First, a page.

Tuesday, November 22, 2011

What I learned from 200 high schoolers' essays

OKC bombing memorialLast weekend I served as a judge for the Oklahoma City National Memorial student essay contest. The prompt for the essay was based off of this quote from Oklahoma City police chief Bill Citty:
“It is important to remember that the majority of people are good and we can’t live our lives in fear.” 
I was a little hesitant going in, not sure what the quality of student work would be and if it would make me hopeful or fearful for the next generation, but I was very pleasantly surprised. These kids were 1 or 2 years old when the Oklahoma City bombing took place. They were 8 or so on 9/11. Here are some things I learned after reading about 250 of their reflections on the presence of good in the world.

Some kids have been through some really bad stuff

There were essays about assault, abuse, rehabilitation, suicide attempts, racism... it was very interesting to see how some kids have grown up way too soon, especially compared to their peers whose most trying life circumstance was losing their cell phone.

9/11 was a major mental impact

I'd say at least 2/3 of the students referenced 9/11, almost always talking about the intense fear and insecurity they felt after that day. My last blog was about the mental impact on me as a 19 year old, so I can't imagine being a child at that time.

Bullying is a major issue

Of course you hear about it in the media a lot, but many students wrote about being bullied. And many also wrote about using some of the tools now being taught in school to confront their bullies and try to get to know them as people, or about how some other classmates befriended them and made a real difference in their lives.

Christian teenagers think they are REALLY good

An oft-repeated theme was Christian students (they were pretty upfront about their faith) thought that giving Taco Bell and/or McDonalds to a homeless person made them a major force of good. Now don't get me wrong, that is a good thing, but I was a bit surprised by the hubris of these kids, and how often it came through. They were far more likely to talk about themselves than others.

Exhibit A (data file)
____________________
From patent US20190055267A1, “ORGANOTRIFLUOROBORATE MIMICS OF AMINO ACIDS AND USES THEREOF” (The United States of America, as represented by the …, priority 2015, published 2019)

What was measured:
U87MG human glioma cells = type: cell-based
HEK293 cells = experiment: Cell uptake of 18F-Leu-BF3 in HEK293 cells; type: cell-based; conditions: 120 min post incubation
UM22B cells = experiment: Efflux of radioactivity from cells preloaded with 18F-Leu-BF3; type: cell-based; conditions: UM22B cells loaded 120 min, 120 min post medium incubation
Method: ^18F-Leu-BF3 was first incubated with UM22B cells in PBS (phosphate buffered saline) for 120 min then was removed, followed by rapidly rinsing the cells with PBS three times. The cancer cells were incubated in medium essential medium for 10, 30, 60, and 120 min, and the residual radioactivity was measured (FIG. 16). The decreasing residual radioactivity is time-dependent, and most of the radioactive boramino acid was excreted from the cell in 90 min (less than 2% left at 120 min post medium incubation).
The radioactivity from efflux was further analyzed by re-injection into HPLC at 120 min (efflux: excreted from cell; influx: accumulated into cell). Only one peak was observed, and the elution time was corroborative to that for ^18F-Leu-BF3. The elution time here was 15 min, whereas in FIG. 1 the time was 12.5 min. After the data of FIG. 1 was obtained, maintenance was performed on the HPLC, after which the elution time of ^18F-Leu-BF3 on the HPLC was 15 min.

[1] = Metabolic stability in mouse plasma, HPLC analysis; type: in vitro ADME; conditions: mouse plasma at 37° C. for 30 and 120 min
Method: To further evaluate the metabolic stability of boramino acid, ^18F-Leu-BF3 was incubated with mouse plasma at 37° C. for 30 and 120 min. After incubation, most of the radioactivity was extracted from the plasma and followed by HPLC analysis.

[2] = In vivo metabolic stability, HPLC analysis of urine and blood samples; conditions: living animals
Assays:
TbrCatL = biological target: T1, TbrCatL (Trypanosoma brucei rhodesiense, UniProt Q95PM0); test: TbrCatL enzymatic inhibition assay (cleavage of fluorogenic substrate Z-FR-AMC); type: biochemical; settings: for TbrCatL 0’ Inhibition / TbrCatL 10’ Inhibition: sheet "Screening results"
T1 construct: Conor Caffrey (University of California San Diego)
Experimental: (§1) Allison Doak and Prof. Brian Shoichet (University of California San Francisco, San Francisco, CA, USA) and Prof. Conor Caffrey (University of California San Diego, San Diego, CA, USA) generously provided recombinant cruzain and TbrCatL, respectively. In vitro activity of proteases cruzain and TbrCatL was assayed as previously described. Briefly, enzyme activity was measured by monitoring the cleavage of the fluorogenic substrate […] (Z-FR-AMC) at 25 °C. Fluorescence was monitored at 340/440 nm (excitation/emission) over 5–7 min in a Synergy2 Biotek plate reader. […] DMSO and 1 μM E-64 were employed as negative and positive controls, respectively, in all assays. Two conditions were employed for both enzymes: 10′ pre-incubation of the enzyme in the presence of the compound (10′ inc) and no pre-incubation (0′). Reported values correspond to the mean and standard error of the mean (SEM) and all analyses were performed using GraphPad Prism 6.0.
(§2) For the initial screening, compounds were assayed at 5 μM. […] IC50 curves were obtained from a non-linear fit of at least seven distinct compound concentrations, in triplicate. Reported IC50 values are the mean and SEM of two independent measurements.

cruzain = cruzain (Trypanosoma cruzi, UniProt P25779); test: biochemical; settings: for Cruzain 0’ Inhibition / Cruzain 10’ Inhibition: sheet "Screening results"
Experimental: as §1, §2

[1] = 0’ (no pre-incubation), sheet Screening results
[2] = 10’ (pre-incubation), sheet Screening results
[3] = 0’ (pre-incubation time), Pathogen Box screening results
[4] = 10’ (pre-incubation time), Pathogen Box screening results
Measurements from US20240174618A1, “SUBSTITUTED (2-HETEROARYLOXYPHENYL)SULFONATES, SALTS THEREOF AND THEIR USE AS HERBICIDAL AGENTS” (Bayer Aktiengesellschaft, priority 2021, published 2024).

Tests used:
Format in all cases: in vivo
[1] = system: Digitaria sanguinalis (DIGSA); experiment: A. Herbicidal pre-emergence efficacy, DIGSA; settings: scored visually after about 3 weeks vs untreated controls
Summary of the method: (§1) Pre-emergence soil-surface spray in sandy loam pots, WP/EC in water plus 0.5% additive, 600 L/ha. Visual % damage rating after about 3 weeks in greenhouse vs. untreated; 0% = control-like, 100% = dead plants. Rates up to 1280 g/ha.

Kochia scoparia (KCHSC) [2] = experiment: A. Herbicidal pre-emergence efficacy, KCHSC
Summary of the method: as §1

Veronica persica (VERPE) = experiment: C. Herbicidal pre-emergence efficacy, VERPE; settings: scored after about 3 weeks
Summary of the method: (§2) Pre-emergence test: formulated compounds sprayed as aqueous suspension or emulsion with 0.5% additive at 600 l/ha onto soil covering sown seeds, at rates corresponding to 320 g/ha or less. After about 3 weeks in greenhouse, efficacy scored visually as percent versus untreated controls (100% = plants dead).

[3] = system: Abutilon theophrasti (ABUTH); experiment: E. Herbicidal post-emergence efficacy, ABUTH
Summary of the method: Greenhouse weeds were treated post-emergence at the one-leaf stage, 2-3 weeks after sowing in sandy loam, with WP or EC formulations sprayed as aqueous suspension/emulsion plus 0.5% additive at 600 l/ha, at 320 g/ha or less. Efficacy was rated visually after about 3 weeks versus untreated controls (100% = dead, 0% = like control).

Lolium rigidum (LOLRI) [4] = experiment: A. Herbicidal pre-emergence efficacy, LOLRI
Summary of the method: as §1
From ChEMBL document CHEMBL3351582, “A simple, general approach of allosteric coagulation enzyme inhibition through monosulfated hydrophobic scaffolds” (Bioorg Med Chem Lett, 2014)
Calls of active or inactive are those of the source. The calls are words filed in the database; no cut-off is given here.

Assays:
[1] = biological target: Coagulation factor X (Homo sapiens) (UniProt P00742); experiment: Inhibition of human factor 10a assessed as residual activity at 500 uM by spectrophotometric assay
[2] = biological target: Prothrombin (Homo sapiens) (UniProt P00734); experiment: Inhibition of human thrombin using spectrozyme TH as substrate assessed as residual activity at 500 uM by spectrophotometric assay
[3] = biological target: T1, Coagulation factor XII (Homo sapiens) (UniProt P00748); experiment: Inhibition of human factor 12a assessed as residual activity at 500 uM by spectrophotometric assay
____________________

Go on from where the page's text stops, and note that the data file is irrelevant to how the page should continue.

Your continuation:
The recession impacted these kids greatly

A lot of kids wrote about their parents losing their jobs in the past few years. It's interesting to see these kids' perspectives on the unsettled economy and how they have coped with it.

If someone means a lot to you, tell them

Many kids wrote about people in their lives. Not the obvious role models and influences, but those you might not expect. So many times I wanted to write them back and say, "Have you told this person what they mean to you? Please do it! I'll bet they have no idea." If someone means a lot to you, let them know.

It's the small things.

The best essays weren't necessarily about the major, dramatic moments of life, they were about the small, unexpected, unobligatory moments of grace, generosity and kindness.

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Overall, I had a great time. I can't wait to do it again next year, if they'll have me. I left feeling optimistic about the world and thinking about all of the lights in my own life. What more can you ask for?

3 comments:

Anonymous said...

Very insightful, pie pie.

kristisweeney said...

You know, I've thought a lot about how Christians seem so quick to talk about what they've done. I wonder if some of it doesn't stem from wanting to follow the rules in order to get saved. It might not be the arrogance we think. Of course, that is likely wishful thinking on my fault since I'm really remarkably arrogant myself. But you know, we hear a lot about ourselves in our churches and other Christian organizations: how are you behaving, how are you responding to X, what are you doing to cultivate Christ in your life? I just wonder if some of that isn't sort of bred into Christian kids. Our religion seems to have lost some of its emphasis on glorifying God and that being the only thing that matters.

That's just my two (or possibly 4 since it was so freaking long) cents. And I'm not totally certain about my opinion.

OK Chick said...

The best essays weren't necessarily about the major, dramatic moments of life, they were about the small, unexpected, unobligatory moments of grace, generosity and kindness.

Isn't that always the case?